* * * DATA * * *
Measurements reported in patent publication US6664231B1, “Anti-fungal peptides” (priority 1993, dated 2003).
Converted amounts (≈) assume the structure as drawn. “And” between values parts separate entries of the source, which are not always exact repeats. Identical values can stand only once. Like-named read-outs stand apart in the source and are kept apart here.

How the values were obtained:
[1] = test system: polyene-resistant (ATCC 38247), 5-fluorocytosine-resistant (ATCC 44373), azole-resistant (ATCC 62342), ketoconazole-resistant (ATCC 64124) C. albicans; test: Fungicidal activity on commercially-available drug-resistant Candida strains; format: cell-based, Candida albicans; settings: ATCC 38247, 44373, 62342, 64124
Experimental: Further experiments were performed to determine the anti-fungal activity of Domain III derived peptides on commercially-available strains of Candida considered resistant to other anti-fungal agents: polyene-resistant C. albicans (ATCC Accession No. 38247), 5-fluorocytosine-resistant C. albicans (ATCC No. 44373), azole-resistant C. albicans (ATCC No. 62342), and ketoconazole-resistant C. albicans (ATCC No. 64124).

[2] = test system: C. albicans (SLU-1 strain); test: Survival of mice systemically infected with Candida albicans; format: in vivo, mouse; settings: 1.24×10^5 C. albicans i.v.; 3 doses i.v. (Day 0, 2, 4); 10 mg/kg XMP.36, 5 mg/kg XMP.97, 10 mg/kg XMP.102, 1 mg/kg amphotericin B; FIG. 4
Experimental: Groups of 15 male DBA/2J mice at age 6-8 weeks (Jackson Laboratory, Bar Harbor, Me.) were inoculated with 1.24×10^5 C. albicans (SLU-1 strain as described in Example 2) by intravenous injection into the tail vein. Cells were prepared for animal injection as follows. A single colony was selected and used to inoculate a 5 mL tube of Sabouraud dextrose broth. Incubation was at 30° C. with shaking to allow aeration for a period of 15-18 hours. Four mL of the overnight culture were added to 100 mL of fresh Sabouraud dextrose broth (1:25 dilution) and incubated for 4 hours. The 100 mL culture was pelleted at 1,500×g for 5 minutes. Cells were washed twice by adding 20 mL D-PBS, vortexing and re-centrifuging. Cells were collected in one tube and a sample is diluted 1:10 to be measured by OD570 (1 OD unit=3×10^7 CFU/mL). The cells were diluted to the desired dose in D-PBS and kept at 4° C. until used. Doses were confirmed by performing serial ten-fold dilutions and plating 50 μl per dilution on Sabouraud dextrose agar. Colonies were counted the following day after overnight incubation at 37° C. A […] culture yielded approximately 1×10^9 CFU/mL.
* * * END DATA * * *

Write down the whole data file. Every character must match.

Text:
Measurements reported in patent publication US6664231B1, “Anti-fungal peptides” (priority 1993, dated 2003).
Converted amounts (≈) assume the structure as drawn. “And” between values parts separate entries of the source, which are not always exact repeats. Identical values can stand only once. Like-named read-outs stand apart in the source and are kept apart here.

How the values were obtained:
[1] = test system: polyene-resistant (ATCC 38247), 5-fluorocytosine-resistant (ATCC 44373), azole-resistant (ATCC 62342), ketoconazole-resistant (ATCC 64124) C. albicans; test: Fungicidal activity on commercially-available drug-resistant Candida strains; format: cell-based, Candida albicans; settings: ATCC 38247, 44373, 62342, 64124
Experimental: Further experiments were performed to determine the anti-fungal activity of Domain III derived peptides on commercially-available strains of Candida considered resistant to other anti-fungal agents: polyene-resistant C. albicans (ATCC Accession No. 38247), 5-fluorocytosine-resistant C. albicans (ATCC No. 44373), azole-resistant C. albicans (ATCC No. 62342), and ketoconazole-resistant C. albicans (ATCC No. 64124).

[2] = test system: C. albicans (SLU-1 strain); test: Survival of mice systemically infected with Candida albicans; format: in vivo, mouse; settings: 1.24×10^5 C. albicans i.v.; 3 doses i.v. (Day 0, 2, 4); 10 mg/kg XMP.36, 5 mg/kg XMP.97, 10 mg/kg XMP.102, 1 mg/kg amphotericin B; FIG. 4
Experimental: Groups of 15 male DBA/2J mice at age 6-8 weeks (Jackson Laboratory, Bar Harbor, Me.) were inoculated with 1.24×10^5 C. albicans (SLU-1 strain as described in Example 2) by intravenous injection into the tail vein. Cells were prepared for animal injection as follows. A single colony was selected and used to inoculate a 5 mL tube of Sabouraud dextrose broth. Incubation was at 30° C. with shaking to allow aeration for a period of 15-18 hours. Four mL of the overnight culture were added to 100 mL of fresh Sabouraud dextrose broth (1:25 dilution) and incubated for 4 hours. The 100 mL culture was pelleted at 1,500×g for 5 minutes. Cells were washed twice by adding 20 mL D-PBS, vortexing and re-centrifuging. Cells were collected in one tube and a sample is diluted 1:10 to be measured by OD570 (1 OD unit=3×10^7 CFU/mL). The cells were diluted to the desired dose in D-PBS and kept at 4° C. until used. Doses were confirmed by performing serial ten-fold dilutions and plating 50 μl per dilution on Sabouraud dextrose agar. Colonies were counted the following day after overnight incubation at 37° C. A […] culture yielded approximately 1×10^9 CFU/mL.